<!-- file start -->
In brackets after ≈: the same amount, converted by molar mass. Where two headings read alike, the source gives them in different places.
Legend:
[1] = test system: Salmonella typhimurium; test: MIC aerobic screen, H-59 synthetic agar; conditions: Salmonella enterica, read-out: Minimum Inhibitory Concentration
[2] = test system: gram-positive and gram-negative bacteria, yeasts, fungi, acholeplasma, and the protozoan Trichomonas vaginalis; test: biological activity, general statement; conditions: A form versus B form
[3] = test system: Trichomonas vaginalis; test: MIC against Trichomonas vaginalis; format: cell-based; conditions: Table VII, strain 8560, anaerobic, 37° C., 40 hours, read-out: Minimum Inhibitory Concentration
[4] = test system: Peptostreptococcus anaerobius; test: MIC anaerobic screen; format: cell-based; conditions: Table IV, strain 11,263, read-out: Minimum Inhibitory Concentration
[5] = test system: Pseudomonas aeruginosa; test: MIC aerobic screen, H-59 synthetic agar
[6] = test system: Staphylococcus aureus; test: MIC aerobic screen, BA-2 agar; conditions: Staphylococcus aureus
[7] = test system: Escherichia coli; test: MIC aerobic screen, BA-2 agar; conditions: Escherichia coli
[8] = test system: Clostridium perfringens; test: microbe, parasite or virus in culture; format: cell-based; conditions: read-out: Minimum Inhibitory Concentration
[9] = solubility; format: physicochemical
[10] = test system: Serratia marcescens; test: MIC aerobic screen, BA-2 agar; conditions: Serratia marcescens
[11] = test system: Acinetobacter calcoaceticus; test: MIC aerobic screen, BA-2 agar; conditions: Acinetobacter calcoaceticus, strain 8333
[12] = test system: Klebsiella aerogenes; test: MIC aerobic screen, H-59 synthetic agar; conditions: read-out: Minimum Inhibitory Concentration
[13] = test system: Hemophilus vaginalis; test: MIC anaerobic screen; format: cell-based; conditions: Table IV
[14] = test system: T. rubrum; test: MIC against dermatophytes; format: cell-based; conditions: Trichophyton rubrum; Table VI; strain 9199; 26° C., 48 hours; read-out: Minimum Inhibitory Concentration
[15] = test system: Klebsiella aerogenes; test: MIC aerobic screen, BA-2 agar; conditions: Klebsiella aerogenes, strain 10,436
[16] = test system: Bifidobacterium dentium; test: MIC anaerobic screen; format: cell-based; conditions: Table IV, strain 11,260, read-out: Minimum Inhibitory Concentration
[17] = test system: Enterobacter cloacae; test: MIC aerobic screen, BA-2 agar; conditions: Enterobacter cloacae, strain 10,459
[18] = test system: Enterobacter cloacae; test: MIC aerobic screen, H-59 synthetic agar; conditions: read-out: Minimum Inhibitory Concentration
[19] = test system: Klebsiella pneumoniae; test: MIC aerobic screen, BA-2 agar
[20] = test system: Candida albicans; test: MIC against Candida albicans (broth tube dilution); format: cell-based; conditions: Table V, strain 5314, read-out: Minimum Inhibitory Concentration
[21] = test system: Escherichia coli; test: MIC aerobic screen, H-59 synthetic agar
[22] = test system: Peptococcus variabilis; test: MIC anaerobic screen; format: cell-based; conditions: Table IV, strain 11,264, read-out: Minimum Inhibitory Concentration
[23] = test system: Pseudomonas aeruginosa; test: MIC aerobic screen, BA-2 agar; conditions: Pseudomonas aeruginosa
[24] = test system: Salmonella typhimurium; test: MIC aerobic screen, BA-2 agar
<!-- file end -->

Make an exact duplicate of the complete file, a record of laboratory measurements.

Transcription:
In brackets after ≈: the same amount, converted by molar mass. Where two headings read alike, the source gives them in different places.
Legend:
[1] = test system: Salmonella typhimurium; test: MIC aerobic screen, H-59 synthetic agar; conditions: Salmonella enterica, read-out: Minimum Inhibitory Concentration
[2] = test system: gram-positive and gram-negative bacteria, yeasts, fungi, acholeplasma, and the protozoan Trichomonas vaginalis; test: biological activity, general statement; conditions: A form versus B form
[3] = test system: Trichomonas vaginalis; test: MIC against Trichomonas vaginalis; format: cell-based; conditions: Table VII, strain 8560, anaerobic, 37° C., 40 hours, read-out: Minimum Inhibitory Concentration
[4] = test system: Peptostreptococcus anaerobius; test: MIC anaerobic screen; format: cell-based; conditions: Table IV, strain 11,263, read-out: Minimum Inhibitory Concentration
[5] = test system: Pseudomonas aeruginosa; test: MIC aerobic screen, H-59 synthetic agar
[6] = test system: Staphylococcus aureus; test: MIC aerobic screen, BA-2 agar; conditions: Staphylococcus aureus
[7] = test system: Escherichia coli; test: MIC aerobic screen, BA-2 agar; conditions: Escherichia coli
[8] = test system: Clostridium perfringens; test: microbe, parasite or virus in culture; format: cell-based; conditions: read-out: Minimum Inhibitory Concentration
[9] = solubility; format: physicochemical
[10] = test system: Serratia marcescens; test: MIC aerobic screen, BA-2 agar; conditions: Serratia marcescens
[11] = test system: Acinetobacter calcoaceticus; test: MIC aerobic screen, BA-2 agar; conditions: Acinetobacter calcoaceticus, strain 8333
[12] = test system: Klebsiella aerogenes; test: MIC aerobic screen, H-59 synthetic agar; conditions: read-out: Minimum Inhibitory Concentration
[13] = test system: Hemophilus vaginalis; test: MIC anaerobic screen; format: cell-based; conditions: Table IV
[14] = test system: T. rubrum; test: MIC against dermatophytes; format: cell-based; conditions: Trichophyton rubrum; Table VI; strain 9199; 26° C., 48 hours; read-out: Minimum Inhibitory Concentration
[15] = test system: Klebsiella aerogenes; test: MIC aerobic screen, BA-2 agar; conditions: Klebsiella aerogenes, strain 10,436
[16] = test system: Bifidobacterium dentium; test: MIC anaerobic screen; format: cell-based; conditions: Table IV, strain 11,260, read-out: Minimum Inhibitory Concentration
[17] = test system: Enterobacter cloacae; test: MIC aerobic screen, BA-2 agar; conditions: Enterobacter cloacae, strain 10,459
[18] = test system: Enterobacter cloacae; test: MIC aerobic screen, H-59 synthetic agar; conditions: read-out: Minimum Inhibitory Concentration
[19] = test system: Klebsiella pneumoniae; test: MIC aerobic screen, BA-2 agar
[20] = test system: Candida albicans; test: MIC against Candida albicans (broth tube dilution); format: cell-based; conditions: Table V, strain 5314, read-out: Minimum Inhibitory Concentration
[21] = test system: Escherichia coli; test: MIC aerobic screen, H-59 synthetic agar
[22] = test system: Peptococcus variabilis; test: MIC anaerobic screen; format: cell-based; conditions: Table IV, strain 11,264, read-out: Minimum Inhibitory Concentration
[23] = test system: Pseudomonas aeruginosa; test: MIC aerobic screen, BA-2 agar; conditions: Pseudomonas aeruginosa
[24] = test system: Salmonella typhimurium; test: MIC aerobic screen, BA-2 agar